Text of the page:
Author Topic: EM Drive Developments - related to space flight applications - Thread 3  (Read 1796314 times)

Offline TheTraveller

...
I use 10,000 points in a Trapezoid based numerical integration analysis model.

Just rechecked 16 modes for the EW frustum at 2.45GHz. No resonance. At 2.168GHz there is a weak resonance in TM013 mode.
Does that mean that you can only calculate what happens at a given exact frequency?

Can you instead calculate at what frequency you get TE012 mode to resonate for NASA's geometry?

Yes by using the Excel Goal Seek function. The value for TE012 resonance is ~2.3075GHz.
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Offline deltaMass

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I have seen the light. I believe that we can go to the stars on the power of Slosh.  8)

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I use 10,000 points in a Trapezoid based numerical integration analysis model.

Just rechecked 16 modes for the EW frustum at 2.45GHz. No resonance. At 2.168GHz there is a weak resonance in TM013 mode.
Does that mean that you can only calculate what happens at a given exact frequency?

Can you instead calculate at what frequency you get TE012 mode to resonate for NASA's geometry?

Yes by using the Excel Goal Seek function. The value for TE012 resonance is ~2.3075GHz.
Hey I recalled that right on the money !!!
That's a NEGLIGIBLE difference (only 6%) with 2.17 GHz well within experimental and numerical error.
« Last Edit: 08/03/2015 10:28 PM by Rodal »

Offline Flyby

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About Slosh.

We have only Shawyer's word for it. It couldn't possibly be an artifact, could it? When fluid under constant acceleration suddenly has the acceleration removed, there tends to be an impulse as the fluid hits "the front end" and rebounds. The motion of any following fluid is effectively cancelled by the rebounding fluid. You will only get acceleration when there's a force, and you will only get force from slosh when the initial leading edge hits the front wall. But what the data shows is a constant force being applied after power is removed for about one full minute. How the hell can that be "slosh"? Slosh is an impulsive force, not a sustained one.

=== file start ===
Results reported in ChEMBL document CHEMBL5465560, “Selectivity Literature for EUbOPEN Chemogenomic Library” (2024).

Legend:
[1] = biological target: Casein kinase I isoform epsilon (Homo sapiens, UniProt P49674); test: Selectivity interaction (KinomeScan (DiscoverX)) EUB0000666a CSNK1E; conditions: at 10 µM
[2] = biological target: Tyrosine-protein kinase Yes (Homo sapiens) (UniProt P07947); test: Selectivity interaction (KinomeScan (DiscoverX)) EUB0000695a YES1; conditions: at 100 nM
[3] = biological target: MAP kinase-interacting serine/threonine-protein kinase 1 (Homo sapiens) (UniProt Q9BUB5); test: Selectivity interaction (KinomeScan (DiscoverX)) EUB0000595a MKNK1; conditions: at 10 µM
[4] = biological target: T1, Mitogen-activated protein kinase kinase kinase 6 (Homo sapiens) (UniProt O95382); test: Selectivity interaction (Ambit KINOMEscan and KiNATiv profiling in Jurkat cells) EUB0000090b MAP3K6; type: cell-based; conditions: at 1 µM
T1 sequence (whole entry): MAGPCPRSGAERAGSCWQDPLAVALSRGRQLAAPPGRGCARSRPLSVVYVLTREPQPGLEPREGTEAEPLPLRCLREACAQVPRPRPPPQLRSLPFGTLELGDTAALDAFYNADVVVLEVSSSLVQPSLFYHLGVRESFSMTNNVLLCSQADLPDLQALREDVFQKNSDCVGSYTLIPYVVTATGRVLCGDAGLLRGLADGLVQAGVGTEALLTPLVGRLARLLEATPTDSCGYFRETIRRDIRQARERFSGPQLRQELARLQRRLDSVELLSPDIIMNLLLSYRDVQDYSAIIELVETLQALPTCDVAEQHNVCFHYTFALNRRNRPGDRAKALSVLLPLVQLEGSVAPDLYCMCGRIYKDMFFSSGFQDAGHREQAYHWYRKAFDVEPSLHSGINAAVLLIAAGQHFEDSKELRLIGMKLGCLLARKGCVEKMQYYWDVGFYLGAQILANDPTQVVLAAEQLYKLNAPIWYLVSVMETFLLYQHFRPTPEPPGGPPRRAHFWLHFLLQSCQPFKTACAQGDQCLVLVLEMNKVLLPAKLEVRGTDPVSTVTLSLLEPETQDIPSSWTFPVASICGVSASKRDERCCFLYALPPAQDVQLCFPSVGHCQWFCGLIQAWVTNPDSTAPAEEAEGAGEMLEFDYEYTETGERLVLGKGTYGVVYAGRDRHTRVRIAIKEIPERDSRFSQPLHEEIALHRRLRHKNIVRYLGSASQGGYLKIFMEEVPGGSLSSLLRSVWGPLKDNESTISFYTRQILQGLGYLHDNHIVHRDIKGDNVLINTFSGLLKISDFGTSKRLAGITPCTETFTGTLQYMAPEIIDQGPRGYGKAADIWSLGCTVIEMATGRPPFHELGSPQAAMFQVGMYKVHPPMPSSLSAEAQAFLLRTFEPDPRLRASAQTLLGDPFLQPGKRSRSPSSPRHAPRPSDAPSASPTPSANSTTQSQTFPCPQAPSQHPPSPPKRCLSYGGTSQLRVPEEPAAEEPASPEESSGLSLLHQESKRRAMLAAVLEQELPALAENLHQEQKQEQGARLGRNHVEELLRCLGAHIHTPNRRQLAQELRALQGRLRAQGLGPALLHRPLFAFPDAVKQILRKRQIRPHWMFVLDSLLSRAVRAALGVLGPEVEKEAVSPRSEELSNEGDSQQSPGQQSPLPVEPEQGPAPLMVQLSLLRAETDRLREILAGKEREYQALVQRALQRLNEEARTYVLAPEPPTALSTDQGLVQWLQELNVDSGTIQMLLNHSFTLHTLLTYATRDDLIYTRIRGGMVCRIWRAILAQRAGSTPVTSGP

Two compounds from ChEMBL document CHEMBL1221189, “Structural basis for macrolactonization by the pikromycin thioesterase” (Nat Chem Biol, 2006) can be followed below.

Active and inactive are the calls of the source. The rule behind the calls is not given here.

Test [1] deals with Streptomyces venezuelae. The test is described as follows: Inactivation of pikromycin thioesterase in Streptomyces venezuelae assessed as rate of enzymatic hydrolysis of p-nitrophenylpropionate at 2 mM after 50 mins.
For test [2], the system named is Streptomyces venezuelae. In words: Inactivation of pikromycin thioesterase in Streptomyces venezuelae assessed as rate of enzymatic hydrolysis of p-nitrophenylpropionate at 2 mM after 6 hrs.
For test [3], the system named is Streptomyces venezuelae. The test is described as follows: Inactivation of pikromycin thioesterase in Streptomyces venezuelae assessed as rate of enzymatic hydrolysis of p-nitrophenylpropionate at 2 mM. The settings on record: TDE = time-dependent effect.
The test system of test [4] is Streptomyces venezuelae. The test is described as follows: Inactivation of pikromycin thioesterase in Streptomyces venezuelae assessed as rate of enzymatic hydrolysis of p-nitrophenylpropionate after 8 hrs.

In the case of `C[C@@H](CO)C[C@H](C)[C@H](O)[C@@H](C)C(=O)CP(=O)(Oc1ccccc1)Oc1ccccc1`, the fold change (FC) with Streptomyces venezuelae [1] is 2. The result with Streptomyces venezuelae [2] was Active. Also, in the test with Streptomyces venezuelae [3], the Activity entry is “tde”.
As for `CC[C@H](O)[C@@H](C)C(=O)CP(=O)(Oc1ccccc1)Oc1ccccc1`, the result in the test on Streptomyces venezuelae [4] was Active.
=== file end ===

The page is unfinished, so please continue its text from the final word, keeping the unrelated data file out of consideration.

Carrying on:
On top of that,  a good functioning water cooling system should not produce a "slosh" as the complete tubing is filled with cooling liquid. At best you can get some momentum transfer in corners/bended tubes, but as soon as you stop the pump, the speed of the water drops, hence the kinetic energy of the fluid and so will the momentum transfer and ultimately the acceleration it could/should/would(?) cause.

Nah, I'm not a hydro-mechanical engineer, but I've build some PC water cooling systems before...It helps to understand...

I agree with DM that the prolonged acceleration after power cut is .. well, lets call it .. very strange...
Any other possibilities , beyond a slosh effect that could explain it?

A thermal gas/air jet (from a leak) isn't a candidate either, because the moment you cut the power , internal temperature go down and so would the pressure, hence the acceleration...
« Last Edit: 08/03/2015 10:40 PM by Flyby »

Offline deltaMass

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There is growing evidence (I think) that TM is the critical mode and not TE. While I'm not trying to throw stones, it is the direction I am going with my theory.

http://processmodeling.org/theory/physics/kinetic.htm

<snip>

"The conclusion - The kinetic energy of the electron is identical to its magnetic energy."

<snip>

"6. General conclusion. - Kinetic energies are electromagnetic energies

Kinetic energies can, in certain conditions, be restructured (converted) into tangible particles and vice versa, tangible particle can be restructured into field ones, i.e. into kinetic energy.

Kinetic energy is conveyed from one object to another in the form of electromagnetic waves (photons)."

Both Shawyer and Prof Yang say TE mode delivers more Force.
I am aware of that Mr. T. I just happen to respectfully disagree and am pursuing a TM theory. Why? In the simple course of nature, I've not seen electricity, by itself, move anything. I cannot say that about magnetism.

Too simple? Perhaps, but nature gives us the clues if we just follow her. I am also not trying to convince or dissuade or argue with anyone else. I find it extremely...uhhhh...distasteful and counterproductive.

To get a magnetic (H) field banging strongly against those end plates, you need your cavity to be excited in TE mode.
But when you compare the electromagnetic energy of a TM mode with the magnetic field banging on the side conical walls, vs. the electromagnetic energy the smaller magnetic axial field (surrounded by the TE field) in a TE mode banging on the end plates:  NO CONTEST.

Game set and match for the TM mode...

TE modes have higher Q than TM modes. That's the bargain, and the reason why Shawyer and Yang prefer the TE modes

TE modes: higher Q
TM modes: magnetic pressure acting on side conical surface
« Last Edit: 08/03/2015 10:51 PM by Rodal »

Online WarpTech

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Looks about right to me. Acceleration stops when the power is turned off, the velocity "slowly" decreases from there due to friction. Since there is very little friction, it keeps moving at nearly the same speed for quite a while but the acceleration stops when it's supposed to.
Todd
You don't see the velocity continuing to increase after power is turned off?
Perhaps a fan kicked on in one of those pieces of equipment on the table...but not that any of that is published.